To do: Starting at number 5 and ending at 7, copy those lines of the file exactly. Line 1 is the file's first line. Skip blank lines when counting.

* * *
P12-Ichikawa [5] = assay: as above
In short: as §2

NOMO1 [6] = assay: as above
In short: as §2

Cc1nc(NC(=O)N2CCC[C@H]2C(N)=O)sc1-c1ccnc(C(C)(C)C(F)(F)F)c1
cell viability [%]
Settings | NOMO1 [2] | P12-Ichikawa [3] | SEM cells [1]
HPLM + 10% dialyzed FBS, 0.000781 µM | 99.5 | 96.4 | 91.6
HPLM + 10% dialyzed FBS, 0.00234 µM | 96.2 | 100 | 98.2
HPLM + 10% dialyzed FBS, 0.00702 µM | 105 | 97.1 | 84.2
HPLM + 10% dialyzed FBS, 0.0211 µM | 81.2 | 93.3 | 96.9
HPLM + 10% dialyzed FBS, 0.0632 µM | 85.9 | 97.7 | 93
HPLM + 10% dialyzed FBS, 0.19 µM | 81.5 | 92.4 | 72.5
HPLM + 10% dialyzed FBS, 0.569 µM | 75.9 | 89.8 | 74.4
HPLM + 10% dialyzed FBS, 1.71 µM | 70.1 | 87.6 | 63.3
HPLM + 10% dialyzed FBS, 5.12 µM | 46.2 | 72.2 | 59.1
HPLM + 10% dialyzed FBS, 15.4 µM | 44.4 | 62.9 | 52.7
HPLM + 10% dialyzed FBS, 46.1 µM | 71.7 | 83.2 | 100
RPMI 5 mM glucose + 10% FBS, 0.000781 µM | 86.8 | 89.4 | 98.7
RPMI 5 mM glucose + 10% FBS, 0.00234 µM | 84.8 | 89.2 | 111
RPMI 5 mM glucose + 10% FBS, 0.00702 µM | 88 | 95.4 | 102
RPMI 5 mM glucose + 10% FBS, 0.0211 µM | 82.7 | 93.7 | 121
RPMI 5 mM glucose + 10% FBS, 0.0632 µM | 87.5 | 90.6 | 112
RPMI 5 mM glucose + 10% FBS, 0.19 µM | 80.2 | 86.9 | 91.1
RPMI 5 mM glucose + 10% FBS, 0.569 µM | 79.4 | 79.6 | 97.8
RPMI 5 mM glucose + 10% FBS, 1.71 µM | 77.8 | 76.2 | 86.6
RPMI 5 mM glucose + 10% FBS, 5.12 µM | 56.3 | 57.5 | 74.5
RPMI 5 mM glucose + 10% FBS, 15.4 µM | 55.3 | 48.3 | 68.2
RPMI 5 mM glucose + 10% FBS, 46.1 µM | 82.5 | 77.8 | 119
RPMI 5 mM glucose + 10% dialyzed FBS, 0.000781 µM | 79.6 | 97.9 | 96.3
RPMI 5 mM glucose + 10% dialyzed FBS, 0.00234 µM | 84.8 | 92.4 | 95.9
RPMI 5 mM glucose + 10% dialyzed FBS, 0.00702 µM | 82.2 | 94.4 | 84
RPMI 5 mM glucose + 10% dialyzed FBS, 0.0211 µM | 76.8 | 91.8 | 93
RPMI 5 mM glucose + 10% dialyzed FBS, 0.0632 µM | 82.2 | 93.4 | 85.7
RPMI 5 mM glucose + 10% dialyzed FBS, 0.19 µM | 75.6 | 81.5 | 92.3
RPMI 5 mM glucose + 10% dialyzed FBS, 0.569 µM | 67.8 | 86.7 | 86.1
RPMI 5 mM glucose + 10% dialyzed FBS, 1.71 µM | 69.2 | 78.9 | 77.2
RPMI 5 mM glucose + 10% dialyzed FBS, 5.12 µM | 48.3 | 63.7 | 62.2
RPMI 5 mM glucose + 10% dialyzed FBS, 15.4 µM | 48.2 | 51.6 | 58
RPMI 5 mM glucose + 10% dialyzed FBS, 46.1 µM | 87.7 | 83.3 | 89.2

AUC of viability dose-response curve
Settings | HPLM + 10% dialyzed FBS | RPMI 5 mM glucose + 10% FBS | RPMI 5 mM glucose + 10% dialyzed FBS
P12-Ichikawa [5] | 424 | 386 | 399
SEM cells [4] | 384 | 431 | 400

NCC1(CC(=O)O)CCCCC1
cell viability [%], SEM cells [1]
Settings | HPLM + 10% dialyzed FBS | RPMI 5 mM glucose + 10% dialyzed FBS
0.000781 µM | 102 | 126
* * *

Cc1nc(NC(=O)N2CCC[C@H]2C(N)=O)sc1-c1ccnc(C(C)(C)C(F)(F)F)c1
cell viability [%]
Settings | NOMO1 [2] | P12-Ichikawa [3] | SEM cells [1]